Introduced to the Property

The term “introduced” is used by the real estate agent to determine the point at which the vendor becomes liable to pay the commission.

By using a carefully worded definition of “introduced”, the commission is able to claim the commission in the most unlikely of circumstances.

When combined with the escorted inspection the “introduction” puts the real estate agent in a position to use the law of contract to enforce payment, leaving the vendor unable to challenge the fairness of the real estate agent’s claim.

When Does An Introduction Occur?

The Exclusive Sale Authority, provided to commission estate agents by the Real Estate Institute Of Victoria, contains a number of “Agreed Conditions” in classic fine print. Condition 1.9 of the Agreed Conditions states:

“Introduced to the Property” means that the person was made aware that the Property was available to purchase irrespective from whatever source and without limiting the foregoing a person shall be deemed to have been introduced to the Property by the Agent if the person became aware that the Property was available for purchase as a result of viewing, hearing or reading any advertisements of whatever nature or medium, any boards, placards or other literature referring to the availability of the Property that were connected to the Agent in any way.

A careful examination of the definition confirms that the real estate agent can claim commission in nearly every conceivable situation where a purchaser buys the property. In other words, once the exclusive sale authority has been signed, the commission is “in the bag”.

A second definition makes the commission payable even where the sale does not proceed. (See the definition of “Sale” in the exclusive sale authority.

How The Definition Can Be Exploited

The significance of a person having been “introduced” to a property is demonstrated by an actual case of deceptionby a real estate agent.

The real estate agent had been engaged by the vendor to sell a property worth close to $500,000 and the real estate agent had expected a commission of at lease $18,000.

The real estate agent, knowing that it was a criminal offence for him to sell a client’s property to a relative without disclosing the relationship, proceeded without first obtaining the necessary authority.

While the real estate agent’s relative was considering the purchase, another purchaser signed a contract and bought it first.

After some months of wrangling over finance, the purchaser cancelled the contract. However, the real estate agent made no attempts to tell the first purchaser (his relative) that the property was again on the market.

Some time later, with the real estate agent exclusive sale authority having expired, the first purchaser happened to meet the vendor at a function and congratulated her on having sold the property. When told that the property was again on the market, the first purchaser made an offer and it was accepted.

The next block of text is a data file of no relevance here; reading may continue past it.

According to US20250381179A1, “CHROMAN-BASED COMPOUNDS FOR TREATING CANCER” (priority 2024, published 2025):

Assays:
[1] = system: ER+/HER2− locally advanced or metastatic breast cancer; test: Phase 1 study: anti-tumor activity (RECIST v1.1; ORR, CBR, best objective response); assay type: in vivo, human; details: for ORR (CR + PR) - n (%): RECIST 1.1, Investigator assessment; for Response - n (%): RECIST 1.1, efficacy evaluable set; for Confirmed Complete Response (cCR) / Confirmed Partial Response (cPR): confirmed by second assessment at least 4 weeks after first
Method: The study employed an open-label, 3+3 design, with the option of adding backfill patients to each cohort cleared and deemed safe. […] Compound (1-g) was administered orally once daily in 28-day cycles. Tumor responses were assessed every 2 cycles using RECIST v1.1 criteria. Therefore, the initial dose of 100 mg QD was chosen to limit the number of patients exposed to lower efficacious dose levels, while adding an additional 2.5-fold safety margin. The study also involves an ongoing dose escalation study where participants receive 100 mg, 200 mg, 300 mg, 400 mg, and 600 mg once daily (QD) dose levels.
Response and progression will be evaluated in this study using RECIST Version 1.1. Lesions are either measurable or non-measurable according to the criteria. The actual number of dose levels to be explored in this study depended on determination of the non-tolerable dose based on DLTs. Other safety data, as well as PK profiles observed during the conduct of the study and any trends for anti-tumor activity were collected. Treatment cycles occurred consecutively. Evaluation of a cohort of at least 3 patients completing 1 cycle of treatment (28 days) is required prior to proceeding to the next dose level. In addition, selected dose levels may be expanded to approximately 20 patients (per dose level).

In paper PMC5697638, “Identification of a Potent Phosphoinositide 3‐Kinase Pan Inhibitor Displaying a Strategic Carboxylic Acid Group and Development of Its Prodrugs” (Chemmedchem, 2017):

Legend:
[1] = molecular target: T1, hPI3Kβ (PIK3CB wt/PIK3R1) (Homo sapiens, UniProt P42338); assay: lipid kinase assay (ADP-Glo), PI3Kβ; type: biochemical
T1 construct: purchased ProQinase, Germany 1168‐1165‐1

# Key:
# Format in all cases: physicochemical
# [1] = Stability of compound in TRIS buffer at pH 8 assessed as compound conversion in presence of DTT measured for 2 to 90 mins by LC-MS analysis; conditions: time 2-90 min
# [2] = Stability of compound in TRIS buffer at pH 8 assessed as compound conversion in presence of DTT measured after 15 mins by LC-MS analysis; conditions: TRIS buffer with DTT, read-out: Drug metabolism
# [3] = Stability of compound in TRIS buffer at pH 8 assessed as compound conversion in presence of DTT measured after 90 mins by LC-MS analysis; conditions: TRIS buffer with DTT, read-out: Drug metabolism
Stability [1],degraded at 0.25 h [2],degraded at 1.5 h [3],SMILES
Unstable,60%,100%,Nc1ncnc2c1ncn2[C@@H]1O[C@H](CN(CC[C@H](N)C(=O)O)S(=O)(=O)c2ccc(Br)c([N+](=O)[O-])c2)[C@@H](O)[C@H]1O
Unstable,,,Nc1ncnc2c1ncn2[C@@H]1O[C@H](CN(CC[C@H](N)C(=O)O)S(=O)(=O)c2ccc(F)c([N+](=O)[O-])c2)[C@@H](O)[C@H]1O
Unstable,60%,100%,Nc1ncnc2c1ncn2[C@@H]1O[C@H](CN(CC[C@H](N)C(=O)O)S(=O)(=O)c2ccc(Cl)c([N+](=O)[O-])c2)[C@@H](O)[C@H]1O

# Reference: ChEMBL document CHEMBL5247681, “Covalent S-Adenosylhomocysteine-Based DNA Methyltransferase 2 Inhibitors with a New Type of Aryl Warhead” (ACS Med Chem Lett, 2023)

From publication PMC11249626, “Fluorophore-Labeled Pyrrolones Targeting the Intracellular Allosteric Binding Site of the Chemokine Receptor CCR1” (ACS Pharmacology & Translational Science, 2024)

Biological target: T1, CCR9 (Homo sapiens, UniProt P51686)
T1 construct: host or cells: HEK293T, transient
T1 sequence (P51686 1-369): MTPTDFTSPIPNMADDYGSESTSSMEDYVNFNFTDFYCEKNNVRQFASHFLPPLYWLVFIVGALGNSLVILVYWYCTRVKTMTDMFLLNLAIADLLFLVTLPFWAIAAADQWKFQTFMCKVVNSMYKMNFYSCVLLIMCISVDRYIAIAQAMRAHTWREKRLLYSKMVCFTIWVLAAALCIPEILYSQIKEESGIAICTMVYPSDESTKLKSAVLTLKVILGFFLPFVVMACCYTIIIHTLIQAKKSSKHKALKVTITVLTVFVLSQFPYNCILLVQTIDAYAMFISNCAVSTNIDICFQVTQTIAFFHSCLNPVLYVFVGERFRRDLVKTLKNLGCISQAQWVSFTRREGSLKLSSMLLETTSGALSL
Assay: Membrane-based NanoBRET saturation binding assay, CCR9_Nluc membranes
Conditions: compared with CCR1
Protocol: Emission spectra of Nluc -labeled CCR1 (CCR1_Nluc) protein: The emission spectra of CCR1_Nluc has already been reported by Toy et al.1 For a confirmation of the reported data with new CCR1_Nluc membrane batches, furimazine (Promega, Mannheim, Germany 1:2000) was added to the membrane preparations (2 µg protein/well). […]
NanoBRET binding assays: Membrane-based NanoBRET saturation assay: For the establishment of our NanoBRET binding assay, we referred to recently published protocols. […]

The vendor attempted to do what she thought was “the right thing” by approaching the real estate agent to confirm that no claim would be made for a full commission, given that the real estate agent had really done nothing to bring about the second sale. (In fact, the real estate agent had worked against the vendor by telling the first purchaser that the property was unavailable, and allowing him to continue believing this even after the sale had been cancelled – the real estate agent should have immediately contacted other interested parties instead of simply doing nothing).

The real estate agent, realising that he was in a position to deceive the vendor, falsely told the vendor that she was liable to pay the full commission. The real estate agent knew that no commission whatsoever was payable, because the authority required (when a real estate agent sells a client’s property to a relative) had never been prepared. The real estate agent also knew that the vendor would not sign the authority if asked to, because the real estate agent had played no role in bringing about the sale (remember that no attempt had been made to inform the purchaser that the property was again available for sale, and the sale would never have occurred had it not been for the change meeting of the vendor and the purchaser).

Frustrated and angered by the real estate agent’s attitude, the purchaser contacted us for legal advice.

Because of the complexities created by the definition of “introduced”, and the likelihood that the real estate agent would take the matter to court (most consumers would rather pay the amount demanded than to incur the costs of defending a matter in court, unless a win can be assured) we engaged a barrister to prepare precise advice on the matter.

Eventually the real estate agent backed away, but not before writing a letter designed to “guilt” the vendor into paying.

In a fit of commission rage the real estate agent wrote the following passages:

“We refer to your letters regarding the sale of the above property to a purchaser introduced by one of our sales team. We believe your clients have behaved in an
unethical manner in order to avoid payment of our selling fee.”

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